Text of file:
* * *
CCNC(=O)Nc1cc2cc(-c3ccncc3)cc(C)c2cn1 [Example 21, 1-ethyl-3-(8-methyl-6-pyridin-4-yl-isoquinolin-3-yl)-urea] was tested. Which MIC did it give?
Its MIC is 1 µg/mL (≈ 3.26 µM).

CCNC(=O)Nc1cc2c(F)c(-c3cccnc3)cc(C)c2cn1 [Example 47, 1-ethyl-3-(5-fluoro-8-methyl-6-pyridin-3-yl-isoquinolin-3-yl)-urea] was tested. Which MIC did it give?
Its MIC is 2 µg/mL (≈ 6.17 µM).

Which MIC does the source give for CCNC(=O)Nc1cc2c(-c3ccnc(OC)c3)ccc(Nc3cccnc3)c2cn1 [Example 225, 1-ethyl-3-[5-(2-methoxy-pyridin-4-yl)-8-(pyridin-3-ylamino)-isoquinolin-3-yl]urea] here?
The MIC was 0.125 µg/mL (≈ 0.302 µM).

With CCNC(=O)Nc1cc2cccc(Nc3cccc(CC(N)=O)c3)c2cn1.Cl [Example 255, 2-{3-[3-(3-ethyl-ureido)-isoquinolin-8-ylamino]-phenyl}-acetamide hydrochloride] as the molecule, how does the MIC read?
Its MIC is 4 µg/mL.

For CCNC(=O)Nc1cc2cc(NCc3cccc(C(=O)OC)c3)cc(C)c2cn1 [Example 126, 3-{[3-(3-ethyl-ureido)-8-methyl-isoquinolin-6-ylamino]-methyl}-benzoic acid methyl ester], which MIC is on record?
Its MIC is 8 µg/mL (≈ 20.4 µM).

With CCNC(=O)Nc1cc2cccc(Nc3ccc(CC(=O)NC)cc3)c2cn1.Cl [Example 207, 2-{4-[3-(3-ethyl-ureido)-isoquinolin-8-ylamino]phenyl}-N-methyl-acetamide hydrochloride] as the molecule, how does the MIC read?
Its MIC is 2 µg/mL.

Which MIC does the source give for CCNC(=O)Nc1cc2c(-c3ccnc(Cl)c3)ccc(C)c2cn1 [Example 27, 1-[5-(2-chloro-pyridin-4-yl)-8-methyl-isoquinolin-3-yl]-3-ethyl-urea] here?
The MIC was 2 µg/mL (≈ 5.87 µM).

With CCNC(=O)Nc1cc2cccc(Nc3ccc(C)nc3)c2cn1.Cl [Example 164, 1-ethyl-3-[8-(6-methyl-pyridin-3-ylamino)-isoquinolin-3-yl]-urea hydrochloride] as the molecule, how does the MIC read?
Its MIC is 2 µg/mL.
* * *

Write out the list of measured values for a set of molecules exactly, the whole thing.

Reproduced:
CCNC(=O)Nc1cc2cc(-c3ccncc3)cc(C)c2cn1 [Example 21, 1-ethyl-3-(8-methyl-6-pyridin-4-yl-isoquinolin-3-yl)-urea] was tested. Which MIC did it give?
Its MIC is 1 µg/mL (≈ 3.26 µM).

CCNC(=O)Nc1cc2c(F)c(-c3cccnc3)cc(C)c2cn1 [Example 47, 1-ethyl-3-(5-fluoro-8-methyl-6-pyridin-3-yl-isoquinolin-3-yl)-urea] was tested. Which MIC did it give?
Its MIC is 2 µg/mL (≈ 6.17 µM).

Which MIC does the source give for CCNC(=O)Nc1cc2c(-c3ccnc(OC)c3)ccc(Nc3cccnc3)c2cn1 [Example 225, 1-ethyl-3-[5-(2-methoxy-pyridin-4-yl)-8-(pyridin-3-ylamino)-isoquinolin-3-yl]urea] here?
The MIC was 0.125 µg/mL (≈ 0.302 µM).

With CCNC(=O)Nc1cc2cccc(Nc3cccc(CC(N)=O)c3)c2cn1.Cl [Example 255, 2-{3-[3-(3-ethyl-ureido)-isoquinolin-8-ylamino]-phenyl}-acetamide hydrochloride] as the molecule, how does the MIC read?
Its MIC is 4 µg/mL.

For CCNC(=O)Nc1cc2cc(NCc3cccc(C(=O)OC)c3)cc(C)c2cn1 [Example 126, 3-{[3-(3-ethyl-ureido)-8-methyl-isoquinolin-6-ylamino]-methyl}-benzoic acid methyl ester], which MIC is on record?
Its MIC is 8 µg/mL (≈ 20.4 µM).

With CCNC(=O)Nc1cc2cccc(Nc3ccc(CC(=O)NC)cc3)c2cn1.Cl [Example 207, 2-{4-[3-(3-ethyl-ureido)-isoquinolin-8-ylamino]phenyl}-N-methyl-acetamide hydrochloride] as the molecule, how does the MIC read?
Its MIC is 2 µg/mL.

Which MIC does the source give for CCNC(=O)Nc1cc2c(-c3ccnc(Cl)c3)ccc(C)c2cn1 [Example 27, 1-[5-(2-chloro-pyridin-4-yl)-8-methyl-isoquinolin-3-yl]-3-ethyl-urea] here?
The MIC was 2 µg/mL (≈ 5.87 µM).

With CCNC(=O)Nc1cc2cccc(Nc3ccc(C)nc3)c2cn1.Cl [Example 164, 1-ethyl-3-[8-(6-methyl-pyridin-3-ylamino)-isoquinolin-3-yl]-urea hydrochloride] as the molecule, how does the MIC read?
Its MIC is 2 µg/mL.